The recent visits under the programme include a four-day, three-country trip by Ma Xingrui, the Party secretary of the far western region of Xinjiang to the neighbouring Central Asian republics of Kazakhstan, Uzbekistan and Kyrgyzstan in March. Among the leaders he met was Kazakh President Kassym-Jomart Tokayev. As a part of this new initiative, Wang Ning, the Party chief of the southwestern province of Yunnan undertook an 8-day visit to Vietnam, Laos and Myanmar last month. Wang Ning had met, among others, Myanmar junta chief Min Aung Hlaing in Nawpyidaw. Liu Ning, CCP secretary of the southern provincial-level autonomous region of Guangxi Zhuang visited Vietnam, Singapore and Malaysia in a 10-day tour from March end. Among other things, he met Nguyen Phu Trong, the Vietnamese Communist Party chief. Around the same time, Jin Guowei, deputy governor of the northeastern province of Liaoning undertook visits to Japan and South Korea.
There were arguments that the visits by provincial leaders were a natural corollary to the removal of Covid-19 pandemic restrictions that lasted for almost three years in China. Others felt that these leaders were waiting for the once in five years National People’s Congress to end in the second week of March to undertake these trips. However, generally, well-informed observers maintained that the use of provincial leaders in general, and those from the frontier provinces in particular, to deepen China’s relations with neighbouring countries will remain an important element of China’s foreign policy thrust. Whether the provincial leaders would succeed in their charm offensive in the neighbouring countries is anybody’s guess. But nobody seemed to doubt that the country would resort to weaponising trade, including imposing trade restrictions on such neighbouring countries that do not toe the Chinese line, would also remain a part of its economic diplomacy. After all, China has a history of coercing at least 15 countries economically in the past decade!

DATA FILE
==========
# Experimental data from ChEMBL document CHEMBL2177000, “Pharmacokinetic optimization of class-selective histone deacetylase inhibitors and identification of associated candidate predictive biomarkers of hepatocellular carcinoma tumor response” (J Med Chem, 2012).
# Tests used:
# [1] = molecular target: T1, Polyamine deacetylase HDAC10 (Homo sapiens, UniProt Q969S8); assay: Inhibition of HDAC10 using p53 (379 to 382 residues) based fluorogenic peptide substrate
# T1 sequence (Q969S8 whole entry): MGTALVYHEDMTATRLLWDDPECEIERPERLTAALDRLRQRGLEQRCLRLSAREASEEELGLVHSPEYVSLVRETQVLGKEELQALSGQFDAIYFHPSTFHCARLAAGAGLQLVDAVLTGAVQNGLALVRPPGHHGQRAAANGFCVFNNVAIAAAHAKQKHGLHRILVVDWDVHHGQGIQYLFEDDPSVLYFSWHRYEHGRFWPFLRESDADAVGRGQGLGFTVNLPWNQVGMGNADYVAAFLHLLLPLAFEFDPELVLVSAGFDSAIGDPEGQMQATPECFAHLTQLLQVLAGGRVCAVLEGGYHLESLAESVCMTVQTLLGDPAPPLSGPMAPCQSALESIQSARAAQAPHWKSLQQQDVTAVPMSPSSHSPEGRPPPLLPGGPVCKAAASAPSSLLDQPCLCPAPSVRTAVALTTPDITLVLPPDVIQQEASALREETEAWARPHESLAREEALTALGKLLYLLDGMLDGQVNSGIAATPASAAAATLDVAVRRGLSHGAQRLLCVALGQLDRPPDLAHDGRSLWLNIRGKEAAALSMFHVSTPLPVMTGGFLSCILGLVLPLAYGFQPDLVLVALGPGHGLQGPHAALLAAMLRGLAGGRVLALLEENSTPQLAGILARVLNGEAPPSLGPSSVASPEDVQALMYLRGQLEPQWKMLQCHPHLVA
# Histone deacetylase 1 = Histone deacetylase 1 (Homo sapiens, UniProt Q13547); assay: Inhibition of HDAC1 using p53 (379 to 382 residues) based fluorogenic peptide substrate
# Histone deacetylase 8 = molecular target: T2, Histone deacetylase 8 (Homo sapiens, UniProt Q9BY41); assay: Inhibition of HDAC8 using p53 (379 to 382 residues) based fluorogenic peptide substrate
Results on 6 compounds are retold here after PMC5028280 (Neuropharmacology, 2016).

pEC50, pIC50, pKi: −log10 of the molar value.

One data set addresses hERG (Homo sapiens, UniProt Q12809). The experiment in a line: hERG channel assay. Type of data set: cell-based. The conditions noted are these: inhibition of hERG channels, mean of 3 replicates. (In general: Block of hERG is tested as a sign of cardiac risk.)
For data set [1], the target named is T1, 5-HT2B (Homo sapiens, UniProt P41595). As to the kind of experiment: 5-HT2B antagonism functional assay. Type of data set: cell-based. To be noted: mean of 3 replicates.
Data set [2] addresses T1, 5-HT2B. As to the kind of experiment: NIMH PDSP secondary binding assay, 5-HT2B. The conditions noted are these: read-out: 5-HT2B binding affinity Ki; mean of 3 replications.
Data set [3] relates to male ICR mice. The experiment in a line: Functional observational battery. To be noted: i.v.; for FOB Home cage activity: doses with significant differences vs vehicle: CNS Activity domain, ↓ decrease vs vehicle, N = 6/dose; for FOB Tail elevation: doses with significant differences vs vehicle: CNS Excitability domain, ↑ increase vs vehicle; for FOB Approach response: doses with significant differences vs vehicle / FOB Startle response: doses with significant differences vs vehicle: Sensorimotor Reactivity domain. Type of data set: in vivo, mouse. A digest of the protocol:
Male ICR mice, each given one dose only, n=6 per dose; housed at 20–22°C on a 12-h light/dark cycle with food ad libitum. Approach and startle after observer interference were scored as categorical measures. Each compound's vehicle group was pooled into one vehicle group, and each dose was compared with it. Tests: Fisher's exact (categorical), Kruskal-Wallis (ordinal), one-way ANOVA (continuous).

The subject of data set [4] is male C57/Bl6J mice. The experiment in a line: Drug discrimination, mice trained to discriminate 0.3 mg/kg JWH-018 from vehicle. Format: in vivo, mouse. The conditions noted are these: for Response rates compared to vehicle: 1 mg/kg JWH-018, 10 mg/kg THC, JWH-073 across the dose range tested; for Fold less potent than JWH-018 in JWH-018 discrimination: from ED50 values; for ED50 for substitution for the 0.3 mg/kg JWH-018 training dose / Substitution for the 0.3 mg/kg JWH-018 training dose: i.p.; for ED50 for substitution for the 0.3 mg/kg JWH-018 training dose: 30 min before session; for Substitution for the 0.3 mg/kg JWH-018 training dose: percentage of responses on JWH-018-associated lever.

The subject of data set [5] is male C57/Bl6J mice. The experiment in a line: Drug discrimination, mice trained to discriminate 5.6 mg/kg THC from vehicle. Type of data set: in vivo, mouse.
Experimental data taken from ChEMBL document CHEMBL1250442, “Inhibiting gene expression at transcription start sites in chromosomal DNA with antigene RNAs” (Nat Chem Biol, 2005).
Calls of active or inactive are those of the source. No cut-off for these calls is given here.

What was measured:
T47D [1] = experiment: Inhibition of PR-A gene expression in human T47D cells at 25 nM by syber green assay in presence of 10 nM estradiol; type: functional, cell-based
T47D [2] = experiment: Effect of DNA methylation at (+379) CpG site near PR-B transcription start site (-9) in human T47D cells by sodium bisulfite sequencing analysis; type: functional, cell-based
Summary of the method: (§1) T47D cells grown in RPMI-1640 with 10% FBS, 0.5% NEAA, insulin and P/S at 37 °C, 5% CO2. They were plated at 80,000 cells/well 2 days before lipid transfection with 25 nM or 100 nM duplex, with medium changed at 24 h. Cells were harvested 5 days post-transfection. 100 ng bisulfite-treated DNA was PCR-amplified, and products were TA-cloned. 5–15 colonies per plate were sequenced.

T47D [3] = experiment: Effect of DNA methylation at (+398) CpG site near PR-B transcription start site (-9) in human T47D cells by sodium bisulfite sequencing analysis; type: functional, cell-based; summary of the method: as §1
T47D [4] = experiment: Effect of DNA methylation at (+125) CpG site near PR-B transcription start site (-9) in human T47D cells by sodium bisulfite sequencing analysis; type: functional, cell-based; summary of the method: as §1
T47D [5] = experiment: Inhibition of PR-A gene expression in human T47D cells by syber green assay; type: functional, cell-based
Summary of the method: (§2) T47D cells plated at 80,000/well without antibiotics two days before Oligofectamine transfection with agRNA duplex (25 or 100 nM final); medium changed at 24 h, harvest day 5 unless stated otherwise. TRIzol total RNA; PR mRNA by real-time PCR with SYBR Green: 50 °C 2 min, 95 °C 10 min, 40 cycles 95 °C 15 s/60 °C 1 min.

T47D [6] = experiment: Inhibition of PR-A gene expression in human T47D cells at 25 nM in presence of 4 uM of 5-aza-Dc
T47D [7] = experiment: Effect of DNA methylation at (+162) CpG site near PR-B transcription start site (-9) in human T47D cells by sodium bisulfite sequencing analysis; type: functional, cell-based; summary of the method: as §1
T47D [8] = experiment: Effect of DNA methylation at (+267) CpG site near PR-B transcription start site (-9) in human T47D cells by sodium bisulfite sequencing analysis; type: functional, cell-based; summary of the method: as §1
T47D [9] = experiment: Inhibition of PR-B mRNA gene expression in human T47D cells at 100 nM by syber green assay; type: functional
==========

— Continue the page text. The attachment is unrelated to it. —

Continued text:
Disclaimer: The views and opinions expressed by the author do not necessarily reflect the views of the Government of India and Defence Research and Studies
Title image courtesy: Foreign Policy
Article Courtesy: Asian Institute for China and IOR Studies